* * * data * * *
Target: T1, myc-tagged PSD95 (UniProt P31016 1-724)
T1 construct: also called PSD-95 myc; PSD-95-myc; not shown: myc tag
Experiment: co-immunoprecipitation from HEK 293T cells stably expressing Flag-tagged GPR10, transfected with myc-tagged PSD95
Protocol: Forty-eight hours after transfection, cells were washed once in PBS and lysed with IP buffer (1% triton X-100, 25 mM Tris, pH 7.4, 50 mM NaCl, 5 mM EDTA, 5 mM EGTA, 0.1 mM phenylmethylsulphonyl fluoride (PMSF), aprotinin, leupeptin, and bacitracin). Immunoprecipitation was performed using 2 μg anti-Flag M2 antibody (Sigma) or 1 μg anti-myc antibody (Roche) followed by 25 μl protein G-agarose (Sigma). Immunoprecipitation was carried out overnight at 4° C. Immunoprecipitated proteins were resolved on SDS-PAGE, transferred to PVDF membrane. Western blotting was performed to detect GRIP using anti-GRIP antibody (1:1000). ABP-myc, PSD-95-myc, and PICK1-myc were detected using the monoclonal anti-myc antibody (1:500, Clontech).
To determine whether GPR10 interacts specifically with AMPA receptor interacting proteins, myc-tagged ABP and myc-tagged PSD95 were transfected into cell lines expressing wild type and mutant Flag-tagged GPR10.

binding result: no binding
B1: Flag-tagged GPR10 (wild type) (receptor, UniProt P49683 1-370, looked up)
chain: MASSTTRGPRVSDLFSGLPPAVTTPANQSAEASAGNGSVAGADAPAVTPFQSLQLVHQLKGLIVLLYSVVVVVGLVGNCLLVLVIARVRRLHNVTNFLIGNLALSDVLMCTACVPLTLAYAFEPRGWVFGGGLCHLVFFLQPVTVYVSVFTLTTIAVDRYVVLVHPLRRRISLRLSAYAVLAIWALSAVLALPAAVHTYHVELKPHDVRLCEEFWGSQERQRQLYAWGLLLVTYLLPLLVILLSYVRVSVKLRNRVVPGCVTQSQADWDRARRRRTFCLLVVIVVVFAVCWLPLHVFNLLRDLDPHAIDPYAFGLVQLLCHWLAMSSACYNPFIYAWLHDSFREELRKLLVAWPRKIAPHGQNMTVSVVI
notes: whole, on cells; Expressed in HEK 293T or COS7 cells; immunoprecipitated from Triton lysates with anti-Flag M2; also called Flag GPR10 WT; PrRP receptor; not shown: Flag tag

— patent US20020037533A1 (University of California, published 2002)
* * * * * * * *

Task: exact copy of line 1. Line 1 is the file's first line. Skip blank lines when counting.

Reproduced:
Target: T1, myc-tagged PSD95 (UniProt P31016 1-724)